Wednesday, May 03, 2006

Revolutionary Of The Week

Henry David Thoreau (1817-1862)

Thoreau was born in Concord, Massachusetts in 1817. He later graduated from Harvard, majoring in English. Upon graduation he returned home where he became a companion to Ralph Waldo Emerson. Emerson became a strong parental figure to Thoreau, introducing him to his social circle, which included the most important American writers & thinkers like Nathaniel Hawthorne, Margaret Fuller, etc.
Emerson pushed Thoreau to contribute essays & poems to the transcendentalist magazine, The Dial.He first wrote "Natural History of Massachusetts".
Thoreau became involved in transcendentalism shortly after. He worked in his father's pencil workshop from 1837-1838.
Thoreau & his brother, John, opened a grammer school in Concord in 1838, teaching until his brother became fatally ill in 1841.
In 1841 he was invited into the Emerson household, where he lived until 1843, working as a handyman & assistant to Emerson.
Thoreau embarked on a 2 year experiment in simple living on July 4th,1845, when he moved to a 2nd growth forest around the shores of Walden Pond.
One day, on his way into town, he ran into the local tax collector who asked him to pay 6 years of delinquent poll taxes. Thoreau refused because of his opposition to the Mexican-American war, which was about the U.S. trying to take Texas, then part of Mexico, forcefully. Thoreau also opposed slavery. So he was arrested & spent the night in jail. When Emerson visited him in jail, he asked: " Henry, what are you doing in there?" To which Thoreau replied: " Ralph, what are you doing out there?".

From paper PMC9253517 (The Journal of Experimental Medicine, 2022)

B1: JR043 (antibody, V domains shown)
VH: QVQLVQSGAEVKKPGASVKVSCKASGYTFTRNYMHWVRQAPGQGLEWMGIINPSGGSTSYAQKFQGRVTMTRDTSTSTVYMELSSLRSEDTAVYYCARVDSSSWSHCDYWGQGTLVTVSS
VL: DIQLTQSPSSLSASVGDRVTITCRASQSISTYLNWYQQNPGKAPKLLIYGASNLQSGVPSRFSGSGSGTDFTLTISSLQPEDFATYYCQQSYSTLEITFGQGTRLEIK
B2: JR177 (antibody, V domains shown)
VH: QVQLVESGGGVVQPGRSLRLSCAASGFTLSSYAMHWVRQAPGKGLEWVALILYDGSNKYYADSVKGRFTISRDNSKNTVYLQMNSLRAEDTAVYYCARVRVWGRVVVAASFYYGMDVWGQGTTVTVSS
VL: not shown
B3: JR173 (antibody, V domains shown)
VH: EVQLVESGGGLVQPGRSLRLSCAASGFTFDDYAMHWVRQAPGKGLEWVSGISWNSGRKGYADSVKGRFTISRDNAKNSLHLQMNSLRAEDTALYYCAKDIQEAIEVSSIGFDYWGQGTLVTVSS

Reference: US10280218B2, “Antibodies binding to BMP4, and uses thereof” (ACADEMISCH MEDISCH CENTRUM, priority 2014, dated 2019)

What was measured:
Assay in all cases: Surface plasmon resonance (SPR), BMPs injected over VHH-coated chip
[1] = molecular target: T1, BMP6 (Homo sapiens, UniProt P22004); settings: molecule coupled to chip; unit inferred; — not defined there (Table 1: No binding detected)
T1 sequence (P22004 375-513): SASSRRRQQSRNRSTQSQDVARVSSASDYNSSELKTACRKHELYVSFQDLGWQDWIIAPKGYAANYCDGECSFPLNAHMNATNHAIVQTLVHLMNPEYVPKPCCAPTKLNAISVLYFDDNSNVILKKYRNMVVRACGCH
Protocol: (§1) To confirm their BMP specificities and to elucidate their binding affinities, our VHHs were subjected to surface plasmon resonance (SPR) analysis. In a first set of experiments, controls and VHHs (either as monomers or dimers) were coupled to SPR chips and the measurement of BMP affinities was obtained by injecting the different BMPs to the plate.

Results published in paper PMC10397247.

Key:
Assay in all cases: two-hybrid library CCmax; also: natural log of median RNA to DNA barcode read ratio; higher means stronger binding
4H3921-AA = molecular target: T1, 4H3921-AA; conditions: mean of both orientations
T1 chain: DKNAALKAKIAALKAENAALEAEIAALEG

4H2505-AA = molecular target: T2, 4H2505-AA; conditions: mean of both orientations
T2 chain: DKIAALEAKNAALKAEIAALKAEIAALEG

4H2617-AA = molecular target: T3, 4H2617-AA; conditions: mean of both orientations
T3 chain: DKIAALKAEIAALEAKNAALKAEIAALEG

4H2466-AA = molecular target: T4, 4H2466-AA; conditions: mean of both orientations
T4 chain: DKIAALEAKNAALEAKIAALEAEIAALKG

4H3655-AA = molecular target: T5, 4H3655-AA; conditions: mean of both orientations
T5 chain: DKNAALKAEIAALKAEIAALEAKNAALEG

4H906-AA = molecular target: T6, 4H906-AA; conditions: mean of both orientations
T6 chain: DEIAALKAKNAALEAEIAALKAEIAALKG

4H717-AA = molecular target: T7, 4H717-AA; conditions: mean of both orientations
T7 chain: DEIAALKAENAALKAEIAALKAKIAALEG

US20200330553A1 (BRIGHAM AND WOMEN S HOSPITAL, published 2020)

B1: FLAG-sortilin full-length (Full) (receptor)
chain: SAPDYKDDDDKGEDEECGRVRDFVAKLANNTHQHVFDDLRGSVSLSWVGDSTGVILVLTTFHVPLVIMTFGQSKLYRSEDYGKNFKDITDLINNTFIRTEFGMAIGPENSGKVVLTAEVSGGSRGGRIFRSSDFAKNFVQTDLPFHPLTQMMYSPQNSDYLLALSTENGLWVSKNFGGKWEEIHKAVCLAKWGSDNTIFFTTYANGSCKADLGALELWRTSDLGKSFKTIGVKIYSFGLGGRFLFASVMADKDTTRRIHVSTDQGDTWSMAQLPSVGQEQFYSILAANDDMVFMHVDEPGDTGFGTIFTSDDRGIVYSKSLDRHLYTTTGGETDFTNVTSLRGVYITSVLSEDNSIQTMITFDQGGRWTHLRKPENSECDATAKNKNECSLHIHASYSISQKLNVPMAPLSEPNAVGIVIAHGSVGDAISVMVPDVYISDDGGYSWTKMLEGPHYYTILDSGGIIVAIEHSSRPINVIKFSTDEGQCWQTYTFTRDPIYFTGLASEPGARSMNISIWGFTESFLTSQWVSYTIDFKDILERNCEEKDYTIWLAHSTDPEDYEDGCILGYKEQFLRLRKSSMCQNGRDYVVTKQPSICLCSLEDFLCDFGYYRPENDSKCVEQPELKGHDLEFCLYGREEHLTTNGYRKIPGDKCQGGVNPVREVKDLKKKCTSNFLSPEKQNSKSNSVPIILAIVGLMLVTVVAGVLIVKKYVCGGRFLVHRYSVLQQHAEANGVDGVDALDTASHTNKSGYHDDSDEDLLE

In 1849, he wrote "On The Duty of Civil Disobedience" in response to the war of conquest being waged by his country, in the Mexican-American war. Thoreau said, " If...the machine of of such a nature that it requires you to be the agent of injustice to another, then, I say, break the law."
This basic but profound principle has inspired & influenced activists for generations, including Gandhi & Dr.Martin Luther King,Jr.
In 1854, he published, "Walden", recounting his 2 years he spent at Walden Pond.
In 1851, he became increasingly fascinated with natural history. He became a land surveyor & wrote many things about natural history.
Thoreau contracted tuberculosis in 1835 & suffered from it over the rest of his life, but he died from it in 1862.
For his stand against slavery, as well as against the forceful & deceitful taking of Texas from Mexico in the Mexican-American war, Henry David Thoreau was a revolutionary to be proud of.
When he witnessed injustice against the people of Mexico, he stood up against his own country, at a time when that was very dangerous.
I can only imagine Thoreau is spinning in his grave right now due to the current treatment of Mexican immigrants here in the U.S. He knew best, that this was Mexican land before it was taken from the people of Mexico.

" Under a goverment that imprisons any unjustly, the true place for a just man is in prison."-Thoreau